The Senate's contentious hearing on gun violence: 4 key moments

Gabby Giffords calls for stricter gun laws, while her husband breaks the news of yet another mass shooting mid-testimony

"My wife would not have been sitting here if we had better background checks."
(Image credit: Mark Wilson/Getty Images)

On Wednesday, the Senate Judiciary Committee held a much-anticipated hearing on gun violence in America, kicking off Congress' first significant effort in recent memory to address the country's gun laws. As expected, the hearing was a contentious affair, and Democrats and Republicans appeared far from agreement on the way forward, even on issues like the implementation of universal background checks that enjoy overwhelming popular support. Sen. Patrick Leahy (D-Vt.), the committee chairman, urged Congress to pass stricter gun laws, saying, "Lives are at risk when responsible people fail to stand up for laws that will keep guns out of the hands of those who will use them to commit mass murder." However, the ranking Republican, Sen. Chuck Grassley (Iowa), warned that the recent school massacre in Newtown, Conn., "should not be used to put forth every gun control measure that's been around for years." Here, 4 key highlights from the hearing:

1. Gabby Giffords speaks out

Former Rep. Gabbie Giffords (D-Ariz.), who was famously shot at point blank range by a lone gunman in 2011, was the first speaker to testify before the committee, issuing a passionate call for more gun control. "Speaking is difficult, but I need to say something important," Giffords said. "Violence is a big problem. Too many children are dying. Too many children. We must do something. It will be hard. But the time to act is now. You must act. Be bold. Be courageous. Americans are counting on you." Giffords and her husband, Mark Kelly, have emerged as two of the most effective and prominent gun-control advocates in the country, and recently founded a nonprofit organization aimed at reducing gun violence.

Subscribe to The Week

Escape your echo chamber. Get the facts behind the news, plus analysis from multiple perspectives.


Sign up for The Week's Free Newsletters

From our morning news briefing to a weekly Good News Newsletter, get the best of The Week delivered directly to your inbox.

From our morning news briefing to a weekly Good News Newsletter, get the best of The Week delivered directly to your inbox.

Sign up

2. Mark Kelly breaks news of another mass shooting

Kelly, a former astronaut, also called on Congress to act, citing his wife's condition. "Gabby's gift for speech is a distant memory," Kelly said. "She struggles to walk, and she is partially blind." He insisted, though, that "we aren't here as victims. We're speaking to you today as Americans." Kelly also underscored the fact that he and Giffords both own weapons and support gun rights in general. At one point, Kelly interrupted his testimony to point out that three people in Arizona had been shot and wounded during the hearing, more evidence, he suggested, that gun violence in America was out of control.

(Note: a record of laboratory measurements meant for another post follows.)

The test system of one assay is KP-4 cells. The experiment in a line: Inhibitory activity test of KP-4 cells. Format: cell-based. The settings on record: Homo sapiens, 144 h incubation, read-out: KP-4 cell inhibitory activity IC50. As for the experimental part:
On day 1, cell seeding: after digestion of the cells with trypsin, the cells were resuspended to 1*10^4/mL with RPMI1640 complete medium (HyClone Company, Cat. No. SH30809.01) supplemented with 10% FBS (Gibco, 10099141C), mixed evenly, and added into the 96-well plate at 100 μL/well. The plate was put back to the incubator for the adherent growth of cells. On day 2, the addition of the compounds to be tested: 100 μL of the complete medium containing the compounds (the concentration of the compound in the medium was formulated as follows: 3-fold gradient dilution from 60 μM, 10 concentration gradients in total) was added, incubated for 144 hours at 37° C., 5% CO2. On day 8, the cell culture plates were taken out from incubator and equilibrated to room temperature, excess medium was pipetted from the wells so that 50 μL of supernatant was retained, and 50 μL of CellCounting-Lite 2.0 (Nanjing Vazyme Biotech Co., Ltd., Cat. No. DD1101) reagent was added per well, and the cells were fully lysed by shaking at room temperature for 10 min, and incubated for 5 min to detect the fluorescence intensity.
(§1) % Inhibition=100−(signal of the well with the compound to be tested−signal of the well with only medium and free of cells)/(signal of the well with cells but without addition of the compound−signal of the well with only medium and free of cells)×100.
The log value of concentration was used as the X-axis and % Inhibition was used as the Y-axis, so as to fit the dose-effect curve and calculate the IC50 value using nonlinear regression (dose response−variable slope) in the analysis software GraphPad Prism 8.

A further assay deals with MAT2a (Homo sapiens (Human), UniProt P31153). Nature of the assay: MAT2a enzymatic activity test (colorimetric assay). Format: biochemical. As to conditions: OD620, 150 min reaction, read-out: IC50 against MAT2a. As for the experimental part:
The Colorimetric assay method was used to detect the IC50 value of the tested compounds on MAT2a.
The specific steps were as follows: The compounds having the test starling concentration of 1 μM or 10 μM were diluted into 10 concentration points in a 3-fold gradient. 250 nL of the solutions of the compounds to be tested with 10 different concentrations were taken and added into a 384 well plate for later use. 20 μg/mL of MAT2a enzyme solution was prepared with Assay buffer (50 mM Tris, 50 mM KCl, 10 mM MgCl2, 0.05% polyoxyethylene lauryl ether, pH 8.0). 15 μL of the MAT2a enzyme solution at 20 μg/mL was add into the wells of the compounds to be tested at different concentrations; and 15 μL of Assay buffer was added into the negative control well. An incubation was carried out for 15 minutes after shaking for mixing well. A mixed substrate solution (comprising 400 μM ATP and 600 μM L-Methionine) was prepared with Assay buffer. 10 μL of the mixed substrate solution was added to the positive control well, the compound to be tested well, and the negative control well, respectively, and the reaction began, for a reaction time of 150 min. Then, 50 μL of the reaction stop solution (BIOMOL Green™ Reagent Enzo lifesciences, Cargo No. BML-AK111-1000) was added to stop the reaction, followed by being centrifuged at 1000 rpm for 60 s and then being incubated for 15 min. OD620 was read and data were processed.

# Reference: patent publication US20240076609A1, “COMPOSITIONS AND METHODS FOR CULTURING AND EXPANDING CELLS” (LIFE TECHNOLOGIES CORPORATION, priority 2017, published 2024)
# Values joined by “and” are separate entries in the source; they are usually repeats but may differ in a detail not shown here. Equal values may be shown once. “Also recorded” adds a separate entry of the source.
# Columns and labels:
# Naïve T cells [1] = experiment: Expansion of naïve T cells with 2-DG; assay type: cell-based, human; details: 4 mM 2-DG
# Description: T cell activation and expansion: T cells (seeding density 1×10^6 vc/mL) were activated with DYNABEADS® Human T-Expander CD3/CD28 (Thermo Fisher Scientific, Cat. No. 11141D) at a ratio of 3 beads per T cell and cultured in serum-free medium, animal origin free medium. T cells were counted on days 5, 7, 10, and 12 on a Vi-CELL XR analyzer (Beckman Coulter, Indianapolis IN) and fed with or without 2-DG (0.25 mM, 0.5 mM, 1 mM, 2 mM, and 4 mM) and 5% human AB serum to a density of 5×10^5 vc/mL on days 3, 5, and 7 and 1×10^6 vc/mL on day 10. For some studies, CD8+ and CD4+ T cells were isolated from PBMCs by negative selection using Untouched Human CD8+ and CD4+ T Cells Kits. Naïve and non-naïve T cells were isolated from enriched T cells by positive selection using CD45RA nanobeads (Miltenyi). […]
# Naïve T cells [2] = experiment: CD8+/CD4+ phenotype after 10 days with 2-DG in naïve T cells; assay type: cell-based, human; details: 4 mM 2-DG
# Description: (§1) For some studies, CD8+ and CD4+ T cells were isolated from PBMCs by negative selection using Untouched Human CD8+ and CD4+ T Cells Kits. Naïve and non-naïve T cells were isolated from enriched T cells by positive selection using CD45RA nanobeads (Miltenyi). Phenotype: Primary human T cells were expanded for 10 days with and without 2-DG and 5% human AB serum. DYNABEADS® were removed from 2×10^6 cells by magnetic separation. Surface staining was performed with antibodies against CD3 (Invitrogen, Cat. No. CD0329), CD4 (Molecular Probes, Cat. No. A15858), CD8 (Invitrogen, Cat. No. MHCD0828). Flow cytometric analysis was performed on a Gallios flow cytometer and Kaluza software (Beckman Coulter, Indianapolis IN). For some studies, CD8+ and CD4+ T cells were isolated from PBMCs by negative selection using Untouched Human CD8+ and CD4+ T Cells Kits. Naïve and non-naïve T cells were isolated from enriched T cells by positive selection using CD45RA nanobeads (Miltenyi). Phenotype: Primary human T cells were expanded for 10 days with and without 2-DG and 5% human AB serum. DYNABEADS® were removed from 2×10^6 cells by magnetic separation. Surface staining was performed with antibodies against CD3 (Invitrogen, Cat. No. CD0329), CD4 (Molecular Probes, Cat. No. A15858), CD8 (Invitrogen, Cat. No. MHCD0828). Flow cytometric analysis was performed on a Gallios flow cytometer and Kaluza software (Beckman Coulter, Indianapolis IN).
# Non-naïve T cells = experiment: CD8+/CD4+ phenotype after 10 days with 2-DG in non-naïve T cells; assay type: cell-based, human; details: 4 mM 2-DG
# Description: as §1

3. NRA chief LaPierre opposes new laws

Wayne LaPierre, the head of the National Rifle Association, adamantly insisted that new gun control laws would stifle the rights of gun owners, and reiterated his proposal to staff schools across America with armed guards. "It's time to throw an immediate blanket of security around our children," he said. LaPierre said he also opposed implementing universal background checks for gun buyers, saying such a move would be pointless since "criminals will never submit to them." Kelly rebutted that claim, arguing that universal background checks would have likely prevented shooter Jared Lee Loughner from wounding Giffords and killing six others. "My wife would not have been sitting here if we had better background checks," he said. Democratic senators also pressed LaPierre, noting that the whole point of strengthening background checks would be to deter criminals from buying guns at registered gun shops.

4. Gun advocate says women need weapons for self defense

Gayle Trotter, a representative of the conservative Independent Women's Forum, testified that military-style weapons with high-capacity clips are "the great equalizer for women," and that "in a violent confrontation, guns reverse the balance of power." She argued that "using a firearm with a magazine holding more than 10 rounds of ammunition, a woman would have a fighting chance even against multiple attackers." Sen. Lindsey Graham (R-S.C.) concurred, saying, "Fifteen rounds in the hands of a mother trying to protect her children may not be enough."

To continue reading this article...
Continue reading this article and get limited website access each month.
Get unlimited website access, exclusive newsletters plus much more.
Cancel or pause at any time.
Already a subscriber to The Week?
Not sure which email you used for your subscription? Contact us